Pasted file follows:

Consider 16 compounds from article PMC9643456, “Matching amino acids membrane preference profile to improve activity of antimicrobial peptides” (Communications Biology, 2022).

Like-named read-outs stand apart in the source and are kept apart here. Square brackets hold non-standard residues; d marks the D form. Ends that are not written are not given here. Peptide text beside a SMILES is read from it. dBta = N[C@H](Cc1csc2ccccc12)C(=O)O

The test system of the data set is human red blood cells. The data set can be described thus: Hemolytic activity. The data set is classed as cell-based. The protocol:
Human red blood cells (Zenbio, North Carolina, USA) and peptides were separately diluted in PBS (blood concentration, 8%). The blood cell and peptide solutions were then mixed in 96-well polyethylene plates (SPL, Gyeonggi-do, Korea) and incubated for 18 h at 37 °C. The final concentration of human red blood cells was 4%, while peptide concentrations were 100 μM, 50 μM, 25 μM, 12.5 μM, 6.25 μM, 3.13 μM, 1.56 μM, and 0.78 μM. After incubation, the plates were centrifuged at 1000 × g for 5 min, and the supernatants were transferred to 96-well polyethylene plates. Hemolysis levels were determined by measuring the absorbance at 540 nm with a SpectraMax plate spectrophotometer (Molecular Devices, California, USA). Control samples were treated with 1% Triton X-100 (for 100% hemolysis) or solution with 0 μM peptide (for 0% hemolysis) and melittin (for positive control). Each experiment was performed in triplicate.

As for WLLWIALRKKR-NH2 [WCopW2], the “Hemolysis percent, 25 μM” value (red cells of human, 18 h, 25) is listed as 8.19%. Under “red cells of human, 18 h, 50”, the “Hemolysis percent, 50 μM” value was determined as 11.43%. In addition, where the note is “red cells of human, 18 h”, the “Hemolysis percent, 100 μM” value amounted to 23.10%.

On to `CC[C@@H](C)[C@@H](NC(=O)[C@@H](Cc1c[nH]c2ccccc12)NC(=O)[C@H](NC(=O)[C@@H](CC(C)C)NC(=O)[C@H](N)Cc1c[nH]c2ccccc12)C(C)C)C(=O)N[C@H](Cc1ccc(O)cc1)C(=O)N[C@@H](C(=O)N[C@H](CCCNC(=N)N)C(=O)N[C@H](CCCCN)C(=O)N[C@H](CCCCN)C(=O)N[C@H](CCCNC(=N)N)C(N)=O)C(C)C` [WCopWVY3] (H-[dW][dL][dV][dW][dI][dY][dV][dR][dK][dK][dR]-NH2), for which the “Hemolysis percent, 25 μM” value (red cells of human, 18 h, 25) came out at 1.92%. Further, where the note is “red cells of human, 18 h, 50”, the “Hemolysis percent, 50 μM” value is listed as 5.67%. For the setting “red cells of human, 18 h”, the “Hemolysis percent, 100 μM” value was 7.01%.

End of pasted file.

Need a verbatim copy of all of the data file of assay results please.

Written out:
Consider 16 compounds from article PMC9643456, “Matching amino acids membrane preference profile to improve activity of antimicrobial peptides” (Communications Biology, 2022).

Like-named read-outs stand apart in the source and are kept apart here. Square brackets hold non-standard residues; d marks the D form. Ends that are not written are not given here. Peptide text beside a SMILES is read from it. dBta = N[C@H](Cc1csc2ccccc12)C(=O)O

The test system of the data set is human red blood cells. The data set can be described thus: Hemolytic activity. The data set is classed as cell-based. The protocol:
Human red blood cells (Zenbio, North Carolina, USA) and peptides were separately diluted in PBS (blood concentration, 8%). The blood cell and peptide solutions were then mixed in 96-well polyethylene plates (SPL, Gyeonggi-do, Korea) and incubated for 18 h at 37 °C. The final concentration of human red blood cells was 4%, while peptide concentrations were 100 μM, 50 μM, 25 μM, 12.5 μM, 6.25 μM, 3.13 μM, 1.56 μM, and 0.78 μM. After incubation, the plates were centrifuged at 1000 × g for 5 min, and the supernatants were transferred to 96-well polyethylene plates. Hemolysis levels were determined by measuring the absorbance at 540 nm with a SpectraMax plate spectrophotometer (Molecular Devices, California, USA). Control samples were treated with 1% Triton X-100 (for 100% hemolysis) or solution with 0 μM peptide (for 0% hemolysis) and melittin (for positive control). Each experiment was performed in triplicate.

As for WLLWIALRKKR-NH2 [WCopW2], the “Hemolysis percent, 25 μM” value (red cells of human, 18 h, 25) is listed as 8.19%. Under “red cells of human, 18 h, 50”, the “Hemolysis percent, 50 μM” value was determined as 11.43%. In addition, where the note is “red cells of human, 18 h”, the “Hemolysis percent, 100 μM” value amounted to 23.10%.

On to `CC[C@@H](C)[C@@H](NC(=O)[C@@H](Cc1c[nH]c2ccccc12)NC(=O)[C@H](NC(=O)[C@@H](CC(C)C)NC(=O)[C@H](N)Cc1c[nH]c2ccccc12)C(C)C)C(=O)N[C@H](Cc1ccc(O)cc1)C(=O)N[C@@H](C(=O)N[C@H](CCCNC(=N)N)C(=O)N[C@H](CCCCN)C(=O)N[C@H](CCCCN)C(=O)N[C@H](CCCNC(=N)N)C(N)=O)C(C)C` [WCopWVY3] (H-[dW][dL][dV][dW][dI][dY][dV][dR][dK][dK][dR]-NH2), for which the “Hemolysis percent, 25 μM” value (red cells of human, 18 h, 25) came out at 1.92%. Further, where the note is “red cells of human, 18 h, 50”, the “Hemolysis percent, 50 μM” value is listed as 5.67%. For the setting “red cells of human, 18 h”, the “Hemolysis percent, 100 μM” value was 7.01%.